Essay 3: On Horace's Civil war
Horace’s poem Civil War is very reflective of Horace’s critical view of life, and more importantly his view on war. Horace’s uses his life experiences to help write this outcry and configures his writing in such a way that it can deliver his message and question the readers own ideals.
Having grown up through the violence of civil wars Horace understood the horrors of war and saw no point in it. Civil War portrays his stance in the tone he takes in his writing. Horace speaks in a very negative manner on the topic of civil war. Horace even references the fact that even when beasts turn to slaying they at least do not slay their own kind. Horace presents a view on war especially vicious civil wars, from the point of view of a lifelong observer of it.
The poem is written in small stanzas that are short and concise. Each stanza tends to end with a question that’s meant to pierce the morals of the reader. It is written in a manner that resembles a plea, as an outcry to the moral conscious of society to realize the idiocy that is war. The poem is Horace’s plea to the reader to question themselves and see that war is pointless. It is the type of thing that would possibly be on a pamphlet similar to Thomas Paine’s Common Sense. Horace wrote this as an argumentative point to the public.
By the end of Horace’s Civil Warone cannot help but reconcile with Horace’s stance, he presents his argument in a very convincing manner, he tells the reader of the horrors he witnessed all of his life and he delivers his message in a way that it could be received by all who read it.
Essay 4: On Pyramids vs. Ziggurats
When one first gazes upon the ancient architectural structures of Pyramids and Ziggurats they may take to thinking they are both similar structures being fooled by their moderately resembling appearance. This could not be more misleading however because from the top to the bottom pyramids and ziggurats strive to meet different purposes. One was used for life and the other being used only in death, where you may find a welcome opening in one, the other waits in silence ready to strike at those who enter.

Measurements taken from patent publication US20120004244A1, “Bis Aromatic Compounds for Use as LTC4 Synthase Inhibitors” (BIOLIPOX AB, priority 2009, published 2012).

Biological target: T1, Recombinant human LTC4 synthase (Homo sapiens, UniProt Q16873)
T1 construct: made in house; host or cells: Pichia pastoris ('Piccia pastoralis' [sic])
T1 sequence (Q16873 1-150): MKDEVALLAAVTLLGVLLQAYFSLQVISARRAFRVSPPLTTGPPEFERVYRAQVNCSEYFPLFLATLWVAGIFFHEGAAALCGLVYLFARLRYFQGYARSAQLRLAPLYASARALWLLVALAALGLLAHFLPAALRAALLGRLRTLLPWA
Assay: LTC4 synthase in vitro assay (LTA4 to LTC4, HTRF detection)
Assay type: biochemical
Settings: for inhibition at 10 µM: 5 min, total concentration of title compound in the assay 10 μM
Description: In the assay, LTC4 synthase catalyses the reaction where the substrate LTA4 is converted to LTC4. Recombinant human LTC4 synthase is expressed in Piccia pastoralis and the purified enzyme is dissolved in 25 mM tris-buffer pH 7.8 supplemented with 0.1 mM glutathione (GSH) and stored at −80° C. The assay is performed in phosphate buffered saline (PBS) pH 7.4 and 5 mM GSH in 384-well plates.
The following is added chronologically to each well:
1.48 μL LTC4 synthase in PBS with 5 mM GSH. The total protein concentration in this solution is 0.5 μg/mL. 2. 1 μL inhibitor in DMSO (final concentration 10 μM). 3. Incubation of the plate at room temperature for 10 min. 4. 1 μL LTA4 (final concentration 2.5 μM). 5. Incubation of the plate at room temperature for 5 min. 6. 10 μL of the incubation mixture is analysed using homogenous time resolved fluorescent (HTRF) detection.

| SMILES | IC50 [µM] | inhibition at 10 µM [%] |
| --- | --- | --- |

Pyramids were built by the Egyptians in Ancient Egypt and housed the remains of Egypt’s rulers. Ziggurats were first built in Mesopotamia and are believed to have been used for religious purposes. Ziggurats where built in stepped fashion with a main temple area at the peak, the contrary is true for pyramids where the main focal point of its architectural purpose is located at its base in the tomb.
Other than their structure, the two differ in many ways. Believed to be a religious temple ziggurats would have been a gathering point for a society and this would mean ziggurats were a place of worship and/or celebration. Life reaches its pinnacle in a ziggurat, while its end is exemplified in a pyramid. Where people would have congregated at a Ziggurat the opposite is so for Pyramids. The point of pyramids was isolation. In a pyramid a Pharaoh would be buried away with all of their treasures and wait to be beamed into the afterlife with as much preparation as they could possibly have. Pyramids are even known to have contained traps to ward off possible crypt raiders, thieves, and other unwanted visitors further distinguishing them from ziggurats by going through extra effort to keep others out, while ziggurats would have wanted all around to come in and gather.
Taking these facts into consideration a clear line of distinction is drawn between pyramids and ziggurats. While they may strike a false resemblance to one another one should be wary of this possible mistake, for while stepping into one promotes fellowship, stepping into the other asks for death.